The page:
Hockinson drag racer Corra Seekins goes for straight A’s and str - KPTV - FOX 12

Hockinson drag racer Corra Seekins goes for straight A’s and straightaways

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A knee injury is keeping her off the volleyball floor this season, but there is no stopping Hockinson High School junior Corra Seekins on the race track.

A student, a barista and a drag racer, Seekins is always fueled, whether she is getting nearly straight A's in class or burnouts on the starting line at Portland International Raceway.

“Once I win, then, that's when the thrill comes,” she told FOX 12.

While other teens may obsess about the appearance of their rides, Seekins explained that for her this isn't a car show, it's drag racing.

“I don't care, looks don't matter,” she said. “As long as you can go fast and win the race, that's all that matters.”

Seekins’ ride, her “Mad Max” 1967 Camaro. Is pure American muscle, and while the most 16-year-olds are just starting to get behind the wheel, this youngster is already a veteran dragster with five years in the driver’s seat in the junior dragster division.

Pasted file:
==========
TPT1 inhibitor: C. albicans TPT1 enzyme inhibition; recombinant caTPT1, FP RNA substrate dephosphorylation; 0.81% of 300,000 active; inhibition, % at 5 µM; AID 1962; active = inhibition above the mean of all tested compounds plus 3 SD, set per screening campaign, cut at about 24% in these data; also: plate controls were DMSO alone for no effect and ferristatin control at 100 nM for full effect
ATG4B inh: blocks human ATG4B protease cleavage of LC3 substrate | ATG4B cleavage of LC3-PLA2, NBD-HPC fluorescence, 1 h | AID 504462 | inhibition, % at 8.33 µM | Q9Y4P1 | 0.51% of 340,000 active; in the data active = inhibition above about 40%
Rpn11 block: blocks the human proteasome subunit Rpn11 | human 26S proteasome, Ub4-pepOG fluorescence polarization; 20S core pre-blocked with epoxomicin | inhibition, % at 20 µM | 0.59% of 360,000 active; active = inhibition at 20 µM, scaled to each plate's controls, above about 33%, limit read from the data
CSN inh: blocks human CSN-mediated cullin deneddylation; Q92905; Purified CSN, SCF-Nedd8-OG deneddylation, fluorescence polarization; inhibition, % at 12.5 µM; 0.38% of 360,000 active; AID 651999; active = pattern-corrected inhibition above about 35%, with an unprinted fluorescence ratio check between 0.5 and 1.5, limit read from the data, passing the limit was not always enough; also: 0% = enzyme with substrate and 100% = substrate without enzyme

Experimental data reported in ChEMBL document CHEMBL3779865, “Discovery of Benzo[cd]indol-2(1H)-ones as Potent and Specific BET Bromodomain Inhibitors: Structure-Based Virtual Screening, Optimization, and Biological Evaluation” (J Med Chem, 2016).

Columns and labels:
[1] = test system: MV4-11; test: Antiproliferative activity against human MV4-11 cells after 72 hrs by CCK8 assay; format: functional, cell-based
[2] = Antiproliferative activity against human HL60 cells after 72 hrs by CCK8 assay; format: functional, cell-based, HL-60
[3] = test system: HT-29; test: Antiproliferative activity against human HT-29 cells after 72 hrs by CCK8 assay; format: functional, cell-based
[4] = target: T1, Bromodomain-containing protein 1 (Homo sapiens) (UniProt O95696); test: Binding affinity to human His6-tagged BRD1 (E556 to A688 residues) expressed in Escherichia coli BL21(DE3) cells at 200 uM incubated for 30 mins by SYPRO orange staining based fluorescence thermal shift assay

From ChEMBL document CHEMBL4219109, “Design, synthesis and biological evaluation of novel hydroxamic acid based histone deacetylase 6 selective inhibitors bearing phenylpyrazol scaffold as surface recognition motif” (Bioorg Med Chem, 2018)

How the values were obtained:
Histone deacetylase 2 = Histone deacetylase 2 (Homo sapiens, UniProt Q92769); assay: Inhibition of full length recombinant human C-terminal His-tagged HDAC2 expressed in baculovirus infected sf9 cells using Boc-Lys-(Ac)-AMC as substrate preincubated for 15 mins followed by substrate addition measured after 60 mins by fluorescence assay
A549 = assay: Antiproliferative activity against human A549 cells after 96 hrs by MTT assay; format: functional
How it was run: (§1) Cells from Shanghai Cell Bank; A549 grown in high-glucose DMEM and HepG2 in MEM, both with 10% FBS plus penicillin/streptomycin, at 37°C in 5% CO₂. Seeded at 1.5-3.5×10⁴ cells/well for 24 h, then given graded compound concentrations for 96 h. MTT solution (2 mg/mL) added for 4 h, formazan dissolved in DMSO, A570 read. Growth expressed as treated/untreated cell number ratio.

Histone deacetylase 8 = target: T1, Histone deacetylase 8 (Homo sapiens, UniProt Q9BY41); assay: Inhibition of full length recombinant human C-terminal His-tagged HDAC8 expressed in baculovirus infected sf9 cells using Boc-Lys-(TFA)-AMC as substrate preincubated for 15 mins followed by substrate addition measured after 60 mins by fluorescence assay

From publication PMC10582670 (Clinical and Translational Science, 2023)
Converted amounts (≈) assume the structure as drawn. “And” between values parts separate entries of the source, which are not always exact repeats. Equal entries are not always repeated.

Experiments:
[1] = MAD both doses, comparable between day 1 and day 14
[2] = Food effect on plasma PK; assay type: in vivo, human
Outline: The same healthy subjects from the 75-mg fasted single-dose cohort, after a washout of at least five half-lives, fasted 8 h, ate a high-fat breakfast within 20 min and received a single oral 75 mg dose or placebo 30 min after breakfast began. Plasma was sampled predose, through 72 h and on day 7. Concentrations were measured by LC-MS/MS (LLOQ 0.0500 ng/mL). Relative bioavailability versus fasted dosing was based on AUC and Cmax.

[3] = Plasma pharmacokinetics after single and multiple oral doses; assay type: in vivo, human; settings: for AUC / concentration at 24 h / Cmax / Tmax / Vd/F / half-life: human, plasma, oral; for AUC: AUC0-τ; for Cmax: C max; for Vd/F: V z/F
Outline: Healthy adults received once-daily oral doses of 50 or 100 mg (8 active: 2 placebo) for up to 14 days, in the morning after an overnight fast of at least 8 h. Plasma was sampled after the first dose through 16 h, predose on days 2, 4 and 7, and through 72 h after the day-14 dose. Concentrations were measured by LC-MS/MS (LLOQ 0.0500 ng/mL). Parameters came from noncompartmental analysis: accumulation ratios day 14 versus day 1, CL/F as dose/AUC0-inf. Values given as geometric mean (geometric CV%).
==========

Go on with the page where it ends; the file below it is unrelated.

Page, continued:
“I am racing people who have more experience. It's definitely a lot of fun beating those guys,” she said of her new competitors in the sportsman division. “They say some not nice words, definitely get pretty mad that a rookie is beating them, especially a girl.”

The 16-year-old, who said her plans for the future have her on track to become an accountant, gave credit to her dad for driving her passion for racing.

Before speeding on straightaways there was spiking on volleyball courts, but a second knee injury is keeping Seekins off the floor for the Hawks. She is staying positive, though, seeing her injury as a family tradition.

“My mom blew her ACL, my brother has to have knee surgery this Christmas,” she said. “I miss it a lot. I miss playing, but I guess this is better for me and my health, so at least I can still do something. This is something I can do forever, volleyball doesn't last forever.”

Seekins said her time on the track goes by quick, especially on those nights when everything is hitting right at the light.

“A perfect run for me? To dial in the car perfectly so I would go up, dial in an 8.10,” she described. “Off the tree, I would cut a perfect light and get down there in 8.10 seconds. That'd be the perfect run.”

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